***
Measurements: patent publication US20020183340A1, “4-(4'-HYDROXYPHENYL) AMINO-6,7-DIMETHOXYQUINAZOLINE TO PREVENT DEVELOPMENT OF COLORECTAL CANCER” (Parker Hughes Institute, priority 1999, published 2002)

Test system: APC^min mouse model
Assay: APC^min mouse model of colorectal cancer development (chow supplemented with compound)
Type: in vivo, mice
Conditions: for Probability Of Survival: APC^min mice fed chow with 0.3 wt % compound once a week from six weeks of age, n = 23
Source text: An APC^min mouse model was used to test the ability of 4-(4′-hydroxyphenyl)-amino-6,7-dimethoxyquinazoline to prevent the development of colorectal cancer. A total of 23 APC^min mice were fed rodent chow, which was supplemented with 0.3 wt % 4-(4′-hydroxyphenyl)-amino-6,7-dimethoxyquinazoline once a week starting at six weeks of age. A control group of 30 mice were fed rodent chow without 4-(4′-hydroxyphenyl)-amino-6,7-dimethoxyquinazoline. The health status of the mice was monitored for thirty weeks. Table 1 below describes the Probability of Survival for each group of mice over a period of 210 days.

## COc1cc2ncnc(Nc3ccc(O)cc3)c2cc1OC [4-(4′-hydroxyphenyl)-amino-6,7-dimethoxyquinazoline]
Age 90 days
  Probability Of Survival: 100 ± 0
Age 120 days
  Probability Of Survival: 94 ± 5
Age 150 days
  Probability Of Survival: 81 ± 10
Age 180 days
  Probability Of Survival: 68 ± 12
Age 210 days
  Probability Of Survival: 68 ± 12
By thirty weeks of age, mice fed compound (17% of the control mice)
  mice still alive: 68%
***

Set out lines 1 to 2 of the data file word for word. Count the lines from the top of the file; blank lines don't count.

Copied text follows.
Measurements: patent publication US20020183340A1, “4-(4'-HYDROXYPHENYL) AMINO-6,7-DIMETHOXYQUINAZOLINE TO PREVENT DEVELOPMENT OF COLORECTAL CANCER” (Parker Hughes Institute, priority 1999, published 2002)

Test system: APC^min mouse model